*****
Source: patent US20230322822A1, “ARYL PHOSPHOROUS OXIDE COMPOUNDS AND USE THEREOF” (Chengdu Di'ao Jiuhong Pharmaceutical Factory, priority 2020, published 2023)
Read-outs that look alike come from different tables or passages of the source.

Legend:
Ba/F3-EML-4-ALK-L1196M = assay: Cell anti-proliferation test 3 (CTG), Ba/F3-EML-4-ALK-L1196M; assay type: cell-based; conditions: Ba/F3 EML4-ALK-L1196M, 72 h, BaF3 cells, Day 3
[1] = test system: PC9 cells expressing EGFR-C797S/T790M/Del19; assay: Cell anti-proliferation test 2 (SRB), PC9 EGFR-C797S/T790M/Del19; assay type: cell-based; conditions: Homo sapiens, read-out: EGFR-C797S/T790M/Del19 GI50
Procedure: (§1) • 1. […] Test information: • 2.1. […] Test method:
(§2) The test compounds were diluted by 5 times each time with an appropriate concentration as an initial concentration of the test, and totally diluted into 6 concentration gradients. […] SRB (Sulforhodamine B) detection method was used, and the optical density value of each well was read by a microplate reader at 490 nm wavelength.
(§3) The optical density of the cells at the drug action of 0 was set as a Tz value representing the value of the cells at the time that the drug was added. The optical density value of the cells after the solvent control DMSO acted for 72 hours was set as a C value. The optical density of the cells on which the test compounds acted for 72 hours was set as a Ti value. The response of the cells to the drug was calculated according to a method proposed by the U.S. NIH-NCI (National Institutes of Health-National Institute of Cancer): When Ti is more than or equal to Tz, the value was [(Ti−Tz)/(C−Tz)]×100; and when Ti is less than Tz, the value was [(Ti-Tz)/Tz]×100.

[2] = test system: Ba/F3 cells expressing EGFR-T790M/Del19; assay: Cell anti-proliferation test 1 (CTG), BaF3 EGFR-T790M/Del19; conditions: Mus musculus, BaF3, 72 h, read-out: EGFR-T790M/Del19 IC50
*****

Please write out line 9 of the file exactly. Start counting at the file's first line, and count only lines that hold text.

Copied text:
[2] = test system: Ba/F3 cells expressing EGFR-T790M/Del19; assay: Cell anti-proliferation test 1 (CTG), BaF3 EGFR-T790M/Del19; conditions: Mus musculus, BaF3, 72 h, read-out: EGFR-T790M/Del19 IC50